A Democrat in Texas was convicted of harvesting votes for Joe Biden. And the social media Gestapo never allowed the story to be reported.
Last year, the Texas state attorney general had Raquel Rodriguez arrested on four felonies for voter fraud. Undercover investigators caught her red-handed admitting she had broken election law to help elect Biden.
Project Veritas released several videos of Rodriguez, who refers to herself as “Rachel”, bragging about breaking the law. She also mentions that she has politicians of both parties “in my pocket.”
At the time, we posted the tweets that pointed to the videos. But surprise! Now that account is suspended. In the videos, which still exist on the Project Veritas website, Rodriguez tells an undercover journalist that some Republicans in the reddest state in the country paid her to throw the election for Joe Biden.
“My people are undercover, because some of them are Republicans, some of them are Democrats,” she can be heard explaining. ”So, some of my Republicans are precinct chairs that cannot be known because they could get kicked out but they want to help the Bidens.”
She agrees to a client’s terms that she produce “$55,500 for 5,000 votes” for Democratic candidate for U.S. Senate MJ Hegar, who lost to John Cornyn, as well as Joe Biden. She later says she usually gets paid “between $5 and $8 per vote.”
She appears to engage in ballot harvesting — collecting ballots from people and turning them in at once — as well as giving a woman a shawl if she’ll vote for her preferred candidate and “correcting” a woman who didn’t vote for a Democrat…
All of which is of course illegal under Texas law. But all of this came to light a year ago, so why bring it up now? Funny you should ask. Turns out, new election laws created a nightmare in the Lone Star State.
According to one NBC affiliate, this is all Governor Abbott’s fault. Shame on him for passing legislation that asks voters to both identify themselves and sign their mail-in ballots to legitimize them. Banks require identification and signatures before they pass out any money. Why should voting have a lesser standard? Yet, these new standards have Democrats and a few RINOs in an uproar.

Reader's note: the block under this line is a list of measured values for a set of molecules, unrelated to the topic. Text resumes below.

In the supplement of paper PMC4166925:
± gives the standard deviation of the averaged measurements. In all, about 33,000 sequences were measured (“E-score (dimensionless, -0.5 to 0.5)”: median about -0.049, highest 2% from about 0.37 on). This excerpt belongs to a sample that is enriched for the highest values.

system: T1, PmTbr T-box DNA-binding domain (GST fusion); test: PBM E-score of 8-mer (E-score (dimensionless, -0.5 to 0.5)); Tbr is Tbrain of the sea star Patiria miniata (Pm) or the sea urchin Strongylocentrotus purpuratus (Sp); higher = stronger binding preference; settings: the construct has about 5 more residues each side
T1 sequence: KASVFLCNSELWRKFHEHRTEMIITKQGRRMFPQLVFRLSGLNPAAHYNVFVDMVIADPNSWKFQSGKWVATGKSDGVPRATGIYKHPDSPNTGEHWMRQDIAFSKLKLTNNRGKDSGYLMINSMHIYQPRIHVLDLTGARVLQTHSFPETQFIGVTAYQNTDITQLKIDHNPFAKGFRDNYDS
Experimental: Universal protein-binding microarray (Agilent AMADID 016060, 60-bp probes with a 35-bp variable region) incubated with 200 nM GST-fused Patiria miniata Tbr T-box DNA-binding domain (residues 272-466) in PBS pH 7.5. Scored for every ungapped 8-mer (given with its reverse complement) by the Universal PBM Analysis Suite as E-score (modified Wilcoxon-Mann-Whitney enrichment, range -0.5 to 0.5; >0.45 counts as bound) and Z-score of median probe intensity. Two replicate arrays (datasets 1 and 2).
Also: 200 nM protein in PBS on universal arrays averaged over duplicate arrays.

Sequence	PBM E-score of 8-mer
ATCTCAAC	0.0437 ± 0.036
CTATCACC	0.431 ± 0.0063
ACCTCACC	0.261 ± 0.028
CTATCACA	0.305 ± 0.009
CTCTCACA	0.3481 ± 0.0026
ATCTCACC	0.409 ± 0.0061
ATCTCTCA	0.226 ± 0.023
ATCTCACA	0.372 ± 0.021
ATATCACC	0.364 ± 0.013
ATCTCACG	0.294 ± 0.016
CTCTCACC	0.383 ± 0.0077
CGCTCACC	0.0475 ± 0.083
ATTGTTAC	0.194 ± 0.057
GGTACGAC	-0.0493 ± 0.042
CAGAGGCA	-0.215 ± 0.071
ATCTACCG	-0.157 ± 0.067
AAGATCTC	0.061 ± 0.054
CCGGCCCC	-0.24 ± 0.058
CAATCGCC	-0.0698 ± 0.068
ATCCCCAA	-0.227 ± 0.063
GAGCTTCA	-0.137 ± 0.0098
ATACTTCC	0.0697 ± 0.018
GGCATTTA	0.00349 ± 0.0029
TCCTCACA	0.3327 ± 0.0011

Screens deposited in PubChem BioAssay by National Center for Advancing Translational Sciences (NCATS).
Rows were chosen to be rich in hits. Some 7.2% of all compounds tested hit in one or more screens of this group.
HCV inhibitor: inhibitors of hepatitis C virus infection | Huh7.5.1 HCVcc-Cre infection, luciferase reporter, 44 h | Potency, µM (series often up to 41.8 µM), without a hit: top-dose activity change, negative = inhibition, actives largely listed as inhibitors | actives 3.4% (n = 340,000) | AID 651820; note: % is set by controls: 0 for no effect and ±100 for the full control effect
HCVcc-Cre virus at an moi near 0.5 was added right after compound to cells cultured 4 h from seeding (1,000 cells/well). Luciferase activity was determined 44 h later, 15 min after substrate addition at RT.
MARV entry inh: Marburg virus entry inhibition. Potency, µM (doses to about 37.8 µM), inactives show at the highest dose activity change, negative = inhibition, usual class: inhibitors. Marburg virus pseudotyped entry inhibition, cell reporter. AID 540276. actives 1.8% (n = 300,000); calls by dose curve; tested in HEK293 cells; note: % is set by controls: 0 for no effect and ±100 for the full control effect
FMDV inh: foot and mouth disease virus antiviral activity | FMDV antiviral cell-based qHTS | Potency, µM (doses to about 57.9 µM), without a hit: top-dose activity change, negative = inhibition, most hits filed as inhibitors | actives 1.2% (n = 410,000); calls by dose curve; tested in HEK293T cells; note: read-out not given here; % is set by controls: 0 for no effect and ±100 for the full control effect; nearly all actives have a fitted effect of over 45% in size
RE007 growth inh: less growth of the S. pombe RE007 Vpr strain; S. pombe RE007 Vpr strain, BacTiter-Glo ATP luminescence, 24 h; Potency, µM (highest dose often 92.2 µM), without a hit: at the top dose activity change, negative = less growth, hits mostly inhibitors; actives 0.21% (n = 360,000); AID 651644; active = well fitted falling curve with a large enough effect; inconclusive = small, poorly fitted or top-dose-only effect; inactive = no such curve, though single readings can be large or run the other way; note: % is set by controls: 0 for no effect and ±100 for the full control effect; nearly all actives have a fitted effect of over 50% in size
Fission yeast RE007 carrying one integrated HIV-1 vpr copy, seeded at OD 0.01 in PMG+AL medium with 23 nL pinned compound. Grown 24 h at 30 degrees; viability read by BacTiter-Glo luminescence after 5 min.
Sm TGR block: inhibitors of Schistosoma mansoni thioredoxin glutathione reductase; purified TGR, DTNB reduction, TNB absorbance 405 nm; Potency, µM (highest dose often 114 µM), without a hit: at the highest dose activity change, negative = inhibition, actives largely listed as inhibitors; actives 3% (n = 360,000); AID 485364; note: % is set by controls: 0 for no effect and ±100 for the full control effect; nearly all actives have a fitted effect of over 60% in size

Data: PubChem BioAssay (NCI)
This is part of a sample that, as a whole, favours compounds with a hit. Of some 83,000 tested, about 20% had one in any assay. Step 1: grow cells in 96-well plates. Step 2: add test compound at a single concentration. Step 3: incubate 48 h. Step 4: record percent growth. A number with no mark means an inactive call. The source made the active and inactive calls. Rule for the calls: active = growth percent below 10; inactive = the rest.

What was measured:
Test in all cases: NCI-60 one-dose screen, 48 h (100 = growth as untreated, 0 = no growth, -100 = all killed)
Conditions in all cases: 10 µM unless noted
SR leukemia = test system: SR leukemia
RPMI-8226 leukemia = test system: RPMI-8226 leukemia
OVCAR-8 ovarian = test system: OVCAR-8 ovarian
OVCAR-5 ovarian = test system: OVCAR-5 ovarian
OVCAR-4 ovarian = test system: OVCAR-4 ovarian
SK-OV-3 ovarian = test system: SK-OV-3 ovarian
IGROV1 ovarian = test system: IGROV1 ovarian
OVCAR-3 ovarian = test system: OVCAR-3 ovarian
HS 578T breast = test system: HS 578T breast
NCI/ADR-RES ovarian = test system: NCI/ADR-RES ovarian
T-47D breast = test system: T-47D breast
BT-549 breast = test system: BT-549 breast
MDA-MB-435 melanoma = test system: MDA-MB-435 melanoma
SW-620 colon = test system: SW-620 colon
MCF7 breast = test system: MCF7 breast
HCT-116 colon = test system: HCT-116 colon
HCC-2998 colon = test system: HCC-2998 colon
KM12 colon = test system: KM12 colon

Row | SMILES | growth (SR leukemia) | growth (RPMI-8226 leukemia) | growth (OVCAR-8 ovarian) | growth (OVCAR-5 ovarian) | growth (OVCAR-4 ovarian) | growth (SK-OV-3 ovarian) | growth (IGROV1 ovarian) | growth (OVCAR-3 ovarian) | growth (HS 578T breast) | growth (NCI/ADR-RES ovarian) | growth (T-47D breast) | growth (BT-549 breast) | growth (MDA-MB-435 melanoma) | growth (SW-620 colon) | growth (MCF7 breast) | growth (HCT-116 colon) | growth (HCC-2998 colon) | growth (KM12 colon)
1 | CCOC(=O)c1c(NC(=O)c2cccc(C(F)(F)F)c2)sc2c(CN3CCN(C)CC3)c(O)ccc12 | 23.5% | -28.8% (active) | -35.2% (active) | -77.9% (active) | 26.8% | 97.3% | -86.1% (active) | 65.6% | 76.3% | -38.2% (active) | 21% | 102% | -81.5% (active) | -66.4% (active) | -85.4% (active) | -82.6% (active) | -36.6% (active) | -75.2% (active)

Texas began early voting Monday in 2022′s first primary following a rushed rollout of tougher restrictions and the return of hundreds of mail ballots, dealing Republicans a clumsy debut of voting rules they tightened across the U.S. over the past year in the name of election security.
“Monday is going to be a big day for all of us to see how this plays out,” said Isabel Longoria, the elections administrator for Harris County, which includes Houston and more than 2 million voters.
“I think for all of us there is just a sense of uncertainty,” she said.
Election officials in Republican-leaning counties have also expressed frustration — and confusion — over changes they say they have scrambled to implement since Republican Gov. Greg Abbott in September signed a sweeping law that he said would make it “easier to vote and harder to cheat.” For hundreds of Texas voters whose mail ballots and ballot applications have been rejected in recent weeks, that is not the case.
Harris County election officials announced just days before the first votes were cast in person that 40% of mail ballots received so far had already been sent back, mostly because they did not include required identification and signatures now mandated under Texas law.
Texas is among at least 18 states that will hold elections this year with heightened restrictions — an outgrowth of former President Donald Trump’s repeated false claims that the 2020 election was stolen. Republicans have rejected Democrats’ protests that the changes would disenfranchise voters, particularly minorities.
But Texas had far less time than any other state to complete the work of changing how elections are run because of its especially early primary March 1 — two months before the next states, Indiana and Ohio, go to the polls in May.
How smoothly Texas’ primary goes in the coming weeks will be as closely watched as the actual races, few of which are high-profile. For Republicans, Abbott is heavily favored over a crop of challengers in his campaign for a third term…
Here’s where I might should mention that one such challenger is Beto O’Rourke.
He couldn’t win the Senate. Then, he failed to win the Democratic nomination. So why not go for three losses in a row? It definitely pays off, as the last round of elections left Beto holding the bag with millions of dollars in it. And he refused to roll that money over to the DNC. My guess is that it’s a lot harder to pocket campaign funds when you hand them over to another organization. But I’m not too worried about Beto. There’s no way he’ll take Texas. However, you can bet the farm that I’ll be watching, waiting for Democrats to pull another fast one. If anything good came out of the Big Cheat it’s this- We’re ready. And this time, we know what to look for.